BPD’s spy in the sky

Our view: Bal­ti­more po­lice must shut down a se­cret aerial sur­veil­lance pro­gram un­til it can be pub­licly vet­ted

Baltimore Sun - - FROM PAGE ONE -

The Bal­ti­more Po­lice Depart­ment should im­me­di­ately sus­pend a trial aerial sur­veil­lance pro­gram it has been con­duct­ing in se­cret since Jan­uary un­til the com­mu­nity re­ceives an ex­pla­na­tion of its pa­ram­e­ters and pri­vacy pro­tec­tions, and a pub­lic dis­cus­sion can be held about its pos­si­ble mer­its and draw­backs.

The fact that the BPD chose to launch the ef­fort this win­ter with­out pub­lic dis­clo­sure — amid a fed­eral pat­tern and prac­tice in­ves­ti­ga­tion — makes us se­ri­ously ques­tion the judgment of Com­mis­sioner Kevin Davis, who has been en­trusted to lead depart­ment re­forms fol­low­ing a scathing re­port this month by the U.S. Depart­ment of Jus­tice find­ing wide­spread civil rights vi­o­la­tions of Bal­ti­more cit­i­zens.

For years, the BPD has shown a stun­ning lack of trans­parency, which has al­lowed bad cops to re­main on the pay­roll, and com­mu­nity re­la­tions to de­te­ri­o­rate to the point where many res­i­dents are more fear­ful of po­lice than po­ten­tial crim­i­nals. The mes­sage for too long has been that po­lice know best how to han­dle their busi­ness with­out the in­put of oth­ers, when that’s clearly not the case.

And while Com­mis­sioner Davis has re­peat­edly said he val­ues trans­parency and work­ing in part­ner­ship with the pub­lic, his re­cent ac­tions sug­gest he doesn’t yet grasp their sig­nif­i­cance. Why not just dis­close the pro­gram? And why dis­miss it as no big deal once it’s made pub­lic?

When news re­ports re­vealed that a pri­vate com­pany was record­ing aerial im­ages of the city on be­half of the Po­lice Depart­ment, the pub­lic out­rage was swift and loud. Yet the depart­ment wrote off the re­ac­tion as overblown.

“There was no con­spir­acy not to dis­close” the pro­gram, po­lice spokesman T.J. Smith said, sug­gest­ing this was the rou­tine ad­di­tion of some new tech­nol­ogy in a depart­ment that doesn’t even have com­put­ers in its cars.

This pro­gram is hardly rou­tine. Thus far, it has used so­phis­ti­cated tech­nol­ogy and a Cessna air­plane to con­duct 300 hours of sur­veil­lance on Bal­ti­more, record­ing im­ages that cover up to 32 square miles at any given point. If you live or work in the city, there’s a strong pos­si­bil­ity you show up in the cap­tured data — most of which cer­tainly shows reg­u­lar peo­ple go­ing about their per­fectly le­gal rou­tines. The hope, of course, is that il­le­gal ac­tiv­ity will also be caught, but that’s a very wide net to cast with­out in­form­ing the pub­lic first. We don’t know in any de­tail how the im­ages will be used, who will have ac­cess to them or what their po­ten­tial harms may be.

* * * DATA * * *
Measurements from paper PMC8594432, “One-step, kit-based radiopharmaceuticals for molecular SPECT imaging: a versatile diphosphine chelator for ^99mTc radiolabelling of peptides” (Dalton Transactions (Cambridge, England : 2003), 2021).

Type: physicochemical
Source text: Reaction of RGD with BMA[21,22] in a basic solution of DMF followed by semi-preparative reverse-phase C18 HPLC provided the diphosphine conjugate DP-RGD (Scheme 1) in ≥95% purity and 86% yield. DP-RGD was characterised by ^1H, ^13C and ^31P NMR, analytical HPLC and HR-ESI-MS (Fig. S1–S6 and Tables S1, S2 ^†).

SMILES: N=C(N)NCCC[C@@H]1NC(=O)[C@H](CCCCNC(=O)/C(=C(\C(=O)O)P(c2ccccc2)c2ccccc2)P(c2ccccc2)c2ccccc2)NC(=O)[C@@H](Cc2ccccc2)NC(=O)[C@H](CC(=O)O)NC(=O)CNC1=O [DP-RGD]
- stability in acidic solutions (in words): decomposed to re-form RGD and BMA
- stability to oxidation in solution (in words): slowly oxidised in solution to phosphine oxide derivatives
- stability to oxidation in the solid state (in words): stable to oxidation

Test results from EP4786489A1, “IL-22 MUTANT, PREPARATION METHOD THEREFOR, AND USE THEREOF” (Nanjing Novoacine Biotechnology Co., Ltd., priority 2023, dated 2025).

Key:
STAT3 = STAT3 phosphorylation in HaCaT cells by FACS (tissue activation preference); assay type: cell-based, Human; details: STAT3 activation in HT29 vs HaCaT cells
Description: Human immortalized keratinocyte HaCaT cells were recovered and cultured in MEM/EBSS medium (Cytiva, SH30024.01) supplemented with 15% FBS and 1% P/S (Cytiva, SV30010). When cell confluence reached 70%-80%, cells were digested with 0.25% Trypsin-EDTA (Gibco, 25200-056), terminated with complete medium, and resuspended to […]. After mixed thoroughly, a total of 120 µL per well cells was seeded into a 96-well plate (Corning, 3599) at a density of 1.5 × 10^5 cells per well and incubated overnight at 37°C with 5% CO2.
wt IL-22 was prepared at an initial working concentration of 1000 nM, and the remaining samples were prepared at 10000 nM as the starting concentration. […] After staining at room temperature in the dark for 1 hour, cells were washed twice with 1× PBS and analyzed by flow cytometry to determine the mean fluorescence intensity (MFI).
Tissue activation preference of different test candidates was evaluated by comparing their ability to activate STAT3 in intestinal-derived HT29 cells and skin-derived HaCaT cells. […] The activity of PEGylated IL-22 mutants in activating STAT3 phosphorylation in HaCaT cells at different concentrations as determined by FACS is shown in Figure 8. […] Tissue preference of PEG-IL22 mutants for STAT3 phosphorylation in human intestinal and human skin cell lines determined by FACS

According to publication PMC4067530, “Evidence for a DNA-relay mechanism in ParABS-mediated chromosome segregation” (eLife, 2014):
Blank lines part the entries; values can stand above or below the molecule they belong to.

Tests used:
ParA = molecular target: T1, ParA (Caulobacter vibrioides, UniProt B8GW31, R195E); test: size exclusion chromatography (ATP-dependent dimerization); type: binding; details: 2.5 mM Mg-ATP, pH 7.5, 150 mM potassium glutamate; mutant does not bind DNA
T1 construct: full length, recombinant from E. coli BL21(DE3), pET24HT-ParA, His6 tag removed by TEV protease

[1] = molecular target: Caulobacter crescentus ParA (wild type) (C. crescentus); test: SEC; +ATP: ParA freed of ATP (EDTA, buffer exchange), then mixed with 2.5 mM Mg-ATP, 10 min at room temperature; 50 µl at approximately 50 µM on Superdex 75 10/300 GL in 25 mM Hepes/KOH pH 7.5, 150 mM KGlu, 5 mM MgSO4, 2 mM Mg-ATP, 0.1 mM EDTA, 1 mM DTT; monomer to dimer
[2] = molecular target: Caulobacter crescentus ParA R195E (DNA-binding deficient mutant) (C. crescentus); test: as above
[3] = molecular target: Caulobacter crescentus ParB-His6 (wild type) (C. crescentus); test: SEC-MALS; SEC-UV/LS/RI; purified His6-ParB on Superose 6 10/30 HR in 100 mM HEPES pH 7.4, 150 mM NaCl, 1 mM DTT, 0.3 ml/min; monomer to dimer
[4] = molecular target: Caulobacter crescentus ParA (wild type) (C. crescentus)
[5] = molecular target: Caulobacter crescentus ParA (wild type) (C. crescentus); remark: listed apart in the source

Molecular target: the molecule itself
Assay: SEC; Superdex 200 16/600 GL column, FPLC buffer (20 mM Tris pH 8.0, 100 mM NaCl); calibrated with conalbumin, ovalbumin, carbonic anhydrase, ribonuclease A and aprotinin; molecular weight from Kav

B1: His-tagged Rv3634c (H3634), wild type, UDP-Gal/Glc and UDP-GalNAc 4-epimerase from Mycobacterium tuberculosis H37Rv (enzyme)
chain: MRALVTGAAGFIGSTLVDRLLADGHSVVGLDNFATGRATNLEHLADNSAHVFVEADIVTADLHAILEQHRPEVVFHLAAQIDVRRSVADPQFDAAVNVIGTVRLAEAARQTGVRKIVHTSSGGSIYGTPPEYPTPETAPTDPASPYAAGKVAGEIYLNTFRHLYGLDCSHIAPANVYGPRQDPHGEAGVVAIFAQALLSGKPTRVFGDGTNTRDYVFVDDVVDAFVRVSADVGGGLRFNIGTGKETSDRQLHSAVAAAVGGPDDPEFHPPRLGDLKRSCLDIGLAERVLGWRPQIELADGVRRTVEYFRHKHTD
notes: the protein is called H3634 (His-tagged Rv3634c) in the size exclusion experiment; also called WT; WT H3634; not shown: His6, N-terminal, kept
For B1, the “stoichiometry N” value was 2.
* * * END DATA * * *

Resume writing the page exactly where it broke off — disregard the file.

Some groups raised sim­i­lar pri­vacy ques­tions last year when it was dis­closed that the FBI used sur­veil­lance tech­nol­ogy while fly­ing over Bal­ti­more dur­ing the un­rest that fol­lowed Fred­die Gray’s death. That was dur­ing sub­stan­tial tur­moil; no one thought such mea­sures would be in place in times of rel­a­tive peace.

Per­haps that’s naive. In this day and age, we should prob­a­bly as­sume we’re be­ing recorded when­ever we’re in pub­lic — by se­cu­rity cam­eras, po­lice body cam­eras, Ci­tiWatch cam­eras, kiss cams, by­standers with phones, what­ever. But para­noia is no Ross McNutt, left, an­swers ques­tions about his com­pany’s sur­veil­lance sys­tem as po­lice spokesman T.J. Smith looks on. sub­sti­tute for pub­lic dis­clo­sure from civil ser­vants con­duct­ing the pub­lic’s busi­ness. The lack of dis­clo­sure about an­other BPD se­cret sur­veil­lance pro­gram that sweeps up civil­ian cell­phone data has led to crim­i­nal cases be­ing thrown out of court; does Bal­ti­more re­ally want to take that risk here?

City of­fi­cials and res­i­dents may very well em­brace the pri­vately funded pro­gram on­api­lot ba­sis af­ter proper vet­ting. In a state­ment Wed­nes­day night, Com­mis­sioner Davis said the tech­nol­ogy was worth a shot, es­pe­cially given that 84 per­cent of the city’s homi­cides oc­cur in out­door pub­lic spa­ces, and that other cam­eras have been use­ful in solv­ing crimes.

Al­ready this tech­nol­ogy has been used to make sev­eral “non-fa­tal shoot­ing ar­rests,” the com­mis­sioner said. And Ross McNutt, the founder of Per­sis­tent Sur­veil­lance Sys­tems, told re­porters that his an­a­lysts have as­sem­bled “in­ves­tiga­tive briefs” in 102 crimes based on the sur­veil­lance footage.

But with­out a pub­lic dis­cus­sion, it’s still un­clear whether the ben­e­fits of such in­for­ma­tion out­weigh con­cerns over pri­vacy rights — some­thing Mr. McNutt knew would be an is­sue should the tech­nol­ogy be dis­closed. When he tried to launch the pro­gram in his na­tive Ohio, pub­lic push­back pre­vented it from go­ing for­ward, so he moved it else­where and tried again, this time qui­etly. That’s his pre­rog­a­tive as a businessman; his pri­or­i­ties aren’t nec­es­sar­ily the pub­lic’s. Com­mis­sioner Davis, how­ever, should have known bet­ter than to slip this in on the sly.

In his state­ment, he promised a “ro­bust and in­clu­sive com­mu­nity con­ver­sa­tion” if the depart­ment rec­om­mends “per­ma­nently” pur­su­ing this tech­nol­ogy. But the time for that has al­ready passed.

What­ever good this pro­gram may have done in terms of crime fight­ing at least for now has been over­shad­owed by its shady im­ple­men­ta­tion, which has also called into ques­tion Com­mis­sioner Davis’ com­mit­ment to trans­parency. For the pub­lic to be­lieve it’s a part­ner in po­lice re­form, it has to be treated like one.


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